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Lack of NZ games not a handicap for Lions - Plumtree

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Lynn McConnell     26 Jul 2017     Getty Images

That lack of exposure to New Zealand sides, who have competed in the toughest Conference in the competition, is a talking point in both countries, especially after the Stormers suffered in similar circumstances last year when thrashed by the Chiefs.

Plumtree said: "They've played us enough, they'll know what to expect from us. If you look at the last three games we've played they were certainly a lot tougher than the last three they've played but in a semifinal like this, a big game, I don't think that's going to be a massive factor at all."


The Lions enjoyed a great support base at home and they were motivated by the fact coach Johan Ackermann was leaving and they were the only South African side left in the competition, so Plumtree didn't think the lack of games against New Zealand teams would affect their game.

However, he did expect they would react to their poor showing against the Sharks when it took a 55m penalty goal to secure a win two minutes from the end of their quarterfinal.

"They were disappointed in their own game but we were pretty disappointed in ours and I guess the Chiefs were disappointed in theirs but the fact is we're all still alive and kicking in this competition. You get over those types of setbacks and move onto the next challenge.

"The Sharks played probably one of their best games of the season and having known the Sharks pretty well I know they're capable of that type of thing. The Sharks have a good reputation when it reaches quarterfinal, semifinal time so I wasn't surprised the Sharks played well and were unlucky to lose.

"It will just motivate the Lions to play better in the next one and they know they'll need to because we're probably a better side than the Sharks.

"We've just got to make sure we come to the party with our game and not worry too much about them," he said.


The start was an area the Hurricanes would be looking to improve. They had started slowly in their last three games and would need to apply the early pressure rather than having to absorb it, he said.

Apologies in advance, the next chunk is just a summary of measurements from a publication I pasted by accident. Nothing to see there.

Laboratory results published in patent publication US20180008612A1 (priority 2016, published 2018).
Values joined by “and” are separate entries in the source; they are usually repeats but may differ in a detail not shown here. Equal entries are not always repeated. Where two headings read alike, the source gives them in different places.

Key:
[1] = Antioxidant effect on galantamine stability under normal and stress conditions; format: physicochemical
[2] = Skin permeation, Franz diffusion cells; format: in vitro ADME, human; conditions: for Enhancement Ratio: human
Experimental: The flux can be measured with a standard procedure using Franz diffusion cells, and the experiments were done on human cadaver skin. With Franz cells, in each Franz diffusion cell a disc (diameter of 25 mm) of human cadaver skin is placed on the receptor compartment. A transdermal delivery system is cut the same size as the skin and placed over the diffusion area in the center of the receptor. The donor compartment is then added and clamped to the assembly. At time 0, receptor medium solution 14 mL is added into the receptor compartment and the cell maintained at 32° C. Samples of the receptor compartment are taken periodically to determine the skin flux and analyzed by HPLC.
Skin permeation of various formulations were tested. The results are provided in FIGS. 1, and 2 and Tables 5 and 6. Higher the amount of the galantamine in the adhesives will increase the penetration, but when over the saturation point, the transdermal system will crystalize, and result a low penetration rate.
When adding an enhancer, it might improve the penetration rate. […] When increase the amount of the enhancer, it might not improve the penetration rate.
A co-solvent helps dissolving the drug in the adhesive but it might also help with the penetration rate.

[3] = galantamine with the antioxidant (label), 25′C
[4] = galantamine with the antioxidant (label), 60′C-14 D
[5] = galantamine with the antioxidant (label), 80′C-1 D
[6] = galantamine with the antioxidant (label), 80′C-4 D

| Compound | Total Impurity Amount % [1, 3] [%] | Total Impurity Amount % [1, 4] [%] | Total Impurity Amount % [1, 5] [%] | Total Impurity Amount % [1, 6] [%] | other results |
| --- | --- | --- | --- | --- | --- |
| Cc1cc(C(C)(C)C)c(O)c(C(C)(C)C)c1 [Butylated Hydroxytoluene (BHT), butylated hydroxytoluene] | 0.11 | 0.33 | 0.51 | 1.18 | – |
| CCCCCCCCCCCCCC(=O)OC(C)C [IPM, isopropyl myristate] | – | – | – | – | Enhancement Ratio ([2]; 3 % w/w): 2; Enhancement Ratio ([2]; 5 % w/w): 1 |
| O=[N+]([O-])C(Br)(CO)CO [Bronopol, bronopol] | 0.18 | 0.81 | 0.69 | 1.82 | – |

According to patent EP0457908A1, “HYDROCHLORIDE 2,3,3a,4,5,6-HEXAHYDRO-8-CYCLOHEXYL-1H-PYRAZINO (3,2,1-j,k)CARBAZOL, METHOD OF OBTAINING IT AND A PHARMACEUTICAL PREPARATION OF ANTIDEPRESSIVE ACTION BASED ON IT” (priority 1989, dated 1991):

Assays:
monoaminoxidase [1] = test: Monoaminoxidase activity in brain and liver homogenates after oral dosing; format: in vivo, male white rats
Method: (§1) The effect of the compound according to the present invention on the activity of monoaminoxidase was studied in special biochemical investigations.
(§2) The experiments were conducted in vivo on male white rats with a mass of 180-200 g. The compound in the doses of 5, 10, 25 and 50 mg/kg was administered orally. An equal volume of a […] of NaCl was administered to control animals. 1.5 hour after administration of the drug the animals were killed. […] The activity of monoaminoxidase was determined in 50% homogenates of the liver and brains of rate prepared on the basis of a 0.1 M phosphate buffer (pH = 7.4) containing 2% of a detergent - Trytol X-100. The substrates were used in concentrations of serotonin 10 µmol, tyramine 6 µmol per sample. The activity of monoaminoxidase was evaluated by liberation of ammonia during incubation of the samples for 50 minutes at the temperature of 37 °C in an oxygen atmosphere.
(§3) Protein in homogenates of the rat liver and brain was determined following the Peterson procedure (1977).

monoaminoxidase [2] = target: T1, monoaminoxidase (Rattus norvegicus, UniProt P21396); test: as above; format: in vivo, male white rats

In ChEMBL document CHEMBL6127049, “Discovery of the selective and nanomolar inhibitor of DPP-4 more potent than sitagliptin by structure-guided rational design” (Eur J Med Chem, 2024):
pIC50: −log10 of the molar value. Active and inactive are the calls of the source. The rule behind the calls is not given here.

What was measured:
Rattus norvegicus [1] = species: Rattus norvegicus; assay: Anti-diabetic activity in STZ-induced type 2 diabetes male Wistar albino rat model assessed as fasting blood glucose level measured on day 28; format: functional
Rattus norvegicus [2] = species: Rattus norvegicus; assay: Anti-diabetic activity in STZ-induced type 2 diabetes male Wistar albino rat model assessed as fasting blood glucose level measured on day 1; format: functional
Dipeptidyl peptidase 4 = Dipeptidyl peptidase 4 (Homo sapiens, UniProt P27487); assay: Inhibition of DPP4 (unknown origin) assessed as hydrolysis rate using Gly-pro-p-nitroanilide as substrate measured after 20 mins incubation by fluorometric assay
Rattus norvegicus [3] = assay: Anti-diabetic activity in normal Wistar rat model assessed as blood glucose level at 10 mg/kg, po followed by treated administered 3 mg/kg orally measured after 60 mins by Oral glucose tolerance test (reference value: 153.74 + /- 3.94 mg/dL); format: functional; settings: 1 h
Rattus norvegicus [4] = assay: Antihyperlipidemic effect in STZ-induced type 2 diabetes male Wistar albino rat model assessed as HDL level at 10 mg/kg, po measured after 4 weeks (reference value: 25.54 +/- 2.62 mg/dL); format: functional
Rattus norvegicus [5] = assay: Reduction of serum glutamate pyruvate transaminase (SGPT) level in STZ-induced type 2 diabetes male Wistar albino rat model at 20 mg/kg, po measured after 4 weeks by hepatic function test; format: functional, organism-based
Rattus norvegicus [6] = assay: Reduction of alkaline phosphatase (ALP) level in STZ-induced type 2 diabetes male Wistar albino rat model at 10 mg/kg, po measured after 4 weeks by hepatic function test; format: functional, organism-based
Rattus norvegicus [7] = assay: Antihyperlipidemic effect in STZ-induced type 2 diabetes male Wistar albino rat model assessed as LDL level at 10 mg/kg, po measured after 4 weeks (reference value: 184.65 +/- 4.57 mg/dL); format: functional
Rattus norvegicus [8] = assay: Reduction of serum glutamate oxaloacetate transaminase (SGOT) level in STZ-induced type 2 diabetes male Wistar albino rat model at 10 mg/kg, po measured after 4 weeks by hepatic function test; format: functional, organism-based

Reducing small errors that were costing them was another factor but Plumtree said they were not far off playing their best rugby, and they were producing it at times.

"The challenge for us is playing our best rugby for longer periods of time," he said.

Discipline had been improving in recent weeks and they were happy with not giving away a lot of penalties.

Second five-eighths Ngani Laumape was looking forward to preparing for the game in good conditions and playing in the atmosphere generated at Ellis Park. They knew they had to improve on their quarterfinal against the Brumbies.

"We weren't happy with the way we performed, we didn't have great 20 minutes but we'll take a win over a loss," he said.

Laumape said he had noticed teams were paying greater attention to him with their defensive ploys but the backline was aware of that and were communicating options they detected as a result.

The transition to playing alongside Jordie Barrett when regular partner Vince Aso was injured had been seamless because both were players of quality and Barrett brought his own characteristics to the role with his vision and good defence.

However, Aso was with the team in South Africa and is ready to be considered for the centre position again this week.

Laumape said the Lions were a physical side and they were preparing for a tough game. He wasn't surprised the Sharks had pushed the Lions so close at the weekend because it was finals rugby and everyone lifted in those circumstances.